For the Economy, the Present Doesn’t Matter. It’s All About the Near Future.
It is generally considered bad journalistic practice to start an article this way, but it has to be said: the new job numbers that the Department of Labor released on Friday morning don’t matter.
These numbers can sometimes be unimportant as any economic report is only part of the story and is subject to error rates and future revisions.
But in this case, it’s more than that. This job report doesn’t matter because the economy is at an important turning point. What matters is not what has happened in the last few weeks, but where things will end in a few weeks.
The report that 379,000 jobs were created in February and the unemployment rate fell to 6.2 percent is good news. It’s a better result than January and better than forecasters expected.
But the economy is still in a deep hole, with nine million fewer jobs than a year ago, or around 12 million fewer than where we would be if employment growth had continued before the pandemic last year.
Think of a simple model of today’s economy as follows: A huge, complicated assembly line was shut down for a year and is now coming back online. Different stations on the assembly line come back at different speeds. The number of end products currently rolling off the line is less important than the details of the progress (or not) all of these various stations are making towards full capacity.
In normal times, the total employment growth reported on Friday would be a blockbuster number. However, continuing to create jobs at this rate would still mean a two-year return to pre-pandemic employment levels. The question is whether job creation will accelerate in the coming months as more Americans get vaccinated and return to normal behavior, especially when it comes to travel and entertainment.
March 5, 2021, 8:37 a.m. ET
A worrying sign of the new employment figures: State and local governments appear to be cutting jobs en masse. They cut a total of 83,000 jobs, around 69,000 of them in the education sector.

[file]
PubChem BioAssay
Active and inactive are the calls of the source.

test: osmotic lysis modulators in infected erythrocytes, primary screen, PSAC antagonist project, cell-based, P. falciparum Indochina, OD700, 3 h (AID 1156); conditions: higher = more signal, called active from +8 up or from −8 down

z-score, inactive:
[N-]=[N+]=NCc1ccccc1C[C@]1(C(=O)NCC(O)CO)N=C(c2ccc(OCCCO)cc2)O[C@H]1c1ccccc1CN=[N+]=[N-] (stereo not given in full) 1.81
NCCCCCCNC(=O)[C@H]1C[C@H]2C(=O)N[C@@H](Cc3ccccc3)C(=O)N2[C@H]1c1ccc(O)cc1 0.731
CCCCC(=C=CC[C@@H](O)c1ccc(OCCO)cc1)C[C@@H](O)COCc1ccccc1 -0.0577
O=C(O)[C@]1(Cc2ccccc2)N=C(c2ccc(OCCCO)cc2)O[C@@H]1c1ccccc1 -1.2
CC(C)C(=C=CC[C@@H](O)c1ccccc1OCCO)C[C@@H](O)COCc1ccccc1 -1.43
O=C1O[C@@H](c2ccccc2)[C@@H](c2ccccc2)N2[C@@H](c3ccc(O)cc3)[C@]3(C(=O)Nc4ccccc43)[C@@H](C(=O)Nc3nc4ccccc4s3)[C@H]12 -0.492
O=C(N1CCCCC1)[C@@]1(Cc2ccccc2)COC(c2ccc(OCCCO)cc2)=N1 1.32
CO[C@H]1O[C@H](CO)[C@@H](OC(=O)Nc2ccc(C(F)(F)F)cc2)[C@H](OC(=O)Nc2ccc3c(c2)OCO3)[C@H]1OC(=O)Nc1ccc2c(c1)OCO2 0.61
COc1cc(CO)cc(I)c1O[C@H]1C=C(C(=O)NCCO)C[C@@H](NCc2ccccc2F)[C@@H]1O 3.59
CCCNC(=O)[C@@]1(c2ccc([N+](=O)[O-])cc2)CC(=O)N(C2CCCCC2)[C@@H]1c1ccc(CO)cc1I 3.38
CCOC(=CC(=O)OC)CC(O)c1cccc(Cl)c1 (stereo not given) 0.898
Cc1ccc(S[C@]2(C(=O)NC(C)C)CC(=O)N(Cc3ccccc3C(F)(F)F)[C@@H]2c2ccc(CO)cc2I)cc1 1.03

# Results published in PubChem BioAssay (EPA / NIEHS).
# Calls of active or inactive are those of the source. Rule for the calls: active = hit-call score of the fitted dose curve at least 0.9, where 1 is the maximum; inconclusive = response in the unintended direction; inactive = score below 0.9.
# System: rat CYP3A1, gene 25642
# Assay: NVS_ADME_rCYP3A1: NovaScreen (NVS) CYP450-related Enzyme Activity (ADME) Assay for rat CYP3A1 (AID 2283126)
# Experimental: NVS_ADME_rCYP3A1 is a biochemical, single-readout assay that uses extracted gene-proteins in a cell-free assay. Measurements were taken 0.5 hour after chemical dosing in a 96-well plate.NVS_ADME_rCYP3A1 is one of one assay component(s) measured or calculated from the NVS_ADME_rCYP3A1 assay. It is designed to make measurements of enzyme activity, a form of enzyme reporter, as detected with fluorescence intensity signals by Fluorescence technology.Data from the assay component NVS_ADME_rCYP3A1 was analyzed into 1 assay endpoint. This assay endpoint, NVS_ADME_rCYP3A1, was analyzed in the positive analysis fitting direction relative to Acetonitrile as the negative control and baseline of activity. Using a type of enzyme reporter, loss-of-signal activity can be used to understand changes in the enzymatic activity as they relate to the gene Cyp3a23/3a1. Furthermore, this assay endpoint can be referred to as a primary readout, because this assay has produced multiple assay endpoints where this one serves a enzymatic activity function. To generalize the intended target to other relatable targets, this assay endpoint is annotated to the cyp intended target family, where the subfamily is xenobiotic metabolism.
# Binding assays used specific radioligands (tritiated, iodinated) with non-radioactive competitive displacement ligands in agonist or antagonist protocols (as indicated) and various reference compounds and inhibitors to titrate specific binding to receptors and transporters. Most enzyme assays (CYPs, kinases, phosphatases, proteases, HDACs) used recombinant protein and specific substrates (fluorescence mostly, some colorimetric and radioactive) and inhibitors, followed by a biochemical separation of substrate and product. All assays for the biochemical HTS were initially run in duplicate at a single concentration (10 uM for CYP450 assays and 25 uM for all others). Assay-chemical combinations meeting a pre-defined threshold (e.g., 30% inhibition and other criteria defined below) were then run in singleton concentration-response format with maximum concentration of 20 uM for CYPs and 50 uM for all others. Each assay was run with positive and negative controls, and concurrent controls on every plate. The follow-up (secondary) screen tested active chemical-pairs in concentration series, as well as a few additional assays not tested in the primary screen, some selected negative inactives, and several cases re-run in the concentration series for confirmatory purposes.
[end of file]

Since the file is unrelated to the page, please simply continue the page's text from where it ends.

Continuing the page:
Will many of these jobs return when schools are at full capacity by fall? The pandemic rescue plan includes $ 130 billion to reopen schools safely and another $ 350 billion to support broader state and local budgets. If that money proves appropriate for the job, the February downsizing could turn out to be a temporary slip up.
In February, some of the sectors most directly affected by the pandemic saw huge job gains, particularly a 355,000 increase in leisure and hospitality jobs, largely related to restaurant jobs.
That’s good news, but restaurant employment is still 16 percent below last February’s level, a two million job hole. Widespread vaccination that allows people to return to restaurants safely is the only way those jobs can return.
This week’s news that Merck will help manufacture Johnson & Johnson’s coronavirus vaccine is bigger business for unemployed waiters and line chefs than the 286,000 bars and restaurant jobs added in February.
The longer-term effects of the crisis remain bleak. The rise in employment in February was entirely due to the layoffs – the number of these temporarily unemployed workers fell by 517,000. The number of permanent job losers remained constant at an astronomical level – 2.2 million more than a year ago.
That raises questions about which jobs destroyed during the pandemic will return. Are there certain behavior patterns and business models that have disappeared forever? And what will the people who once worked in these companies do now?
That is the hardest question for the future. It’s easy to describe the way back for jobs in schools and restaurants. However, real economic health means these 2.2 million people are returning to the ranks of the workforce too, and that could take more than just a shot in the arm.